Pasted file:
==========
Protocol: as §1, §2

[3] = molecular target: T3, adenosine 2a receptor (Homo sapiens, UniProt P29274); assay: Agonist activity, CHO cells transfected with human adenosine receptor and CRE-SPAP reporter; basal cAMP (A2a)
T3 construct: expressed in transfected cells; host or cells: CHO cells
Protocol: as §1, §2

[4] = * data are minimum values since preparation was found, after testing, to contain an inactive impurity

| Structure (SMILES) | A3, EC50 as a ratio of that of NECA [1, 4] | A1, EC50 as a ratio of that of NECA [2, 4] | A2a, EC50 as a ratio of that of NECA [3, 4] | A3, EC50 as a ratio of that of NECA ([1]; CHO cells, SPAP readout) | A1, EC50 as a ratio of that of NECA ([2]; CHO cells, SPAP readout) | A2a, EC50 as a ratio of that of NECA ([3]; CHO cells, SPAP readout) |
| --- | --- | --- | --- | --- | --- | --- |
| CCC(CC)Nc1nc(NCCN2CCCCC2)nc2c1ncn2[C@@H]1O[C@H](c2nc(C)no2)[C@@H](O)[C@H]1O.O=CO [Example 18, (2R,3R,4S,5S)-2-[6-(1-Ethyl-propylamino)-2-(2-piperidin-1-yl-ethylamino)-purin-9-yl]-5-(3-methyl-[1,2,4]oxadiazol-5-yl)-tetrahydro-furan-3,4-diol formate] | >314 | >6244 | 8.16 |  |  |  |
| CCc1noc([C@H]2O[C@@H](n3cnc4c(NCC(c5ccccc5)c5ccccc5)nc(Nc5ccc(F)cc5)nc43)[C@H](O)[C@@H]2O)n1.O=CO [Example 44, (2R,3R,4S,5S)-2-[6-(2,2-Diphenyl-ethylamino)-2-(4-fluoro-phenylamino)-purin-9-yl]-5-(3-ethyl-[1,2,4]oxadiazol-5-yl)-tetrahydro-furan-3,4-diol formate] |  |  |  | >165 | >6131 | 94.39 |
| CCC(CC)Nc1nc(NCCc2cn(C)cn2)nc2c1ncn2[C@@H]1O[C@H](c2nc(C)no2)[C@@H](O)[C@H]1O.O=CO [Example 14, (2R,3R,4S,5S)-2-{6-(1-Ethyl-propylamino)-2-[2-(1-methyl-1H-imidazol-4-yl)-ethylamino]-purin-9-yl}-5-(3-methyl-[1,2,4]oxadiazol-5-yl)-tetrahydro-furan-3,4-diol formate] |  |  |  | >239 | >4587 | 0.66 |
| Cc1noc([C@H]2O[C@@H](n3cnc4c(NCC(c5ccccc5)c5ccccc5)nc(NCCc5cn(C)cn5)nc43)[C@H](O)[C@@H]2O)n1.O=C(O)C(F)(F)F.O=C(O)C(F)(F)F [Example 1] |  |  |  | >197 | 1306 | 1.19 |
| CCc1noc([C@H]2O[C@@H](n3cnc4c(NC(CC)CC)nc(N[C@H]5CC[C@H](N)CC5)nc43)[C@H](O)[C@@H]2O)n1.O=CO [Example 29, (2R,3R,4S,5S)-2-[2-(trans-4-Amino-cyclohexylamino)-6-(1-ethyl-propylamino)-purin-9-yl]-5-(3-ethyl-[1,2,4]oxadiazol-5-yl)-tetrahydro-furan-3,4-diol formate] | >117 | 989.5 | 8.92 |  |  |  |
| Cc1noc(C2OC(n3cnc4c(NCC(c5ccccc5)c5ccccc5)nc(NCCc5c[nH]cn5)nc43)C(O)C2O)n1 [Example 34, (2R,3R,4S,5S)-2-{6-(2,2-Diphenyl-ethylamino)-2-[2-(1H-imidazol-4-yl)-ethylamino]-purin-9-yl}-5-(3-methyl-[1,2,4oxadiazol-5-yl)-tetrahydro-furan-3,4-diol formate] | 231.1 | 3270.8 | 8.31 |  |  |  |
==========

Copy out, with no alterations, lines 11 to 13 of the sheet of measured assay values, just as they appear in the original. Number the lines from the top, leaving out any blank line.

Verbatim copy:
| Cc1noc([C@H]2O[C@@H](n3cnc4c(NCC(c5ccccc5)c5ccccc5)nc(NCCc5cn(C)cn5)nc43)[C@H](O)[C@@H]2O)n1.O=C(O)C(F)(F)F.O=C(O)C(F)(F)F [Example 1] |  |  |  | >197 | 1306 | 1.19 |
| CCc1noc([C@H]2O[C@@H](n3cnc4c(NC(CC)CC)nc(N[C@H]5CC[C@H](N)CC5)nc43)[C@H](O)[C@@H]2O)n1.O=CO [Example 29, (2R,3R,4S,5S)-2-[2-(trans-4-Amino-cyclohexylamino)-6-(1-ethyl-propylamino)-purin-9-yl]-5-(3-ethyl-[1,2,4]oxadiazol-5-yl)-tetrahydro-furan-3,4-diol formate] | >117 | 989.5 | 8.92 |  |  |  |
| Cc1noc(C2OC(n3cnc4c(NCC(c5ccccc5)c5ccccc5)nc(NCCc5c[nH]cn5)nc43)C(O)C2O)n1 [Example 34, (2R,3R,4S,5S)-2-{6-(2,2-Diphenyl-ethylamino)-2-[2-(1H-imidazol-4-yl)-ethylamino]-purin-9-yl}-5-(3-methyl-[1,2,4oxadiazol-5-yl)-tetrahydro-furan-3,4-diol formate] | 231.1 | 3270.8 | 8.31 |  |  |  |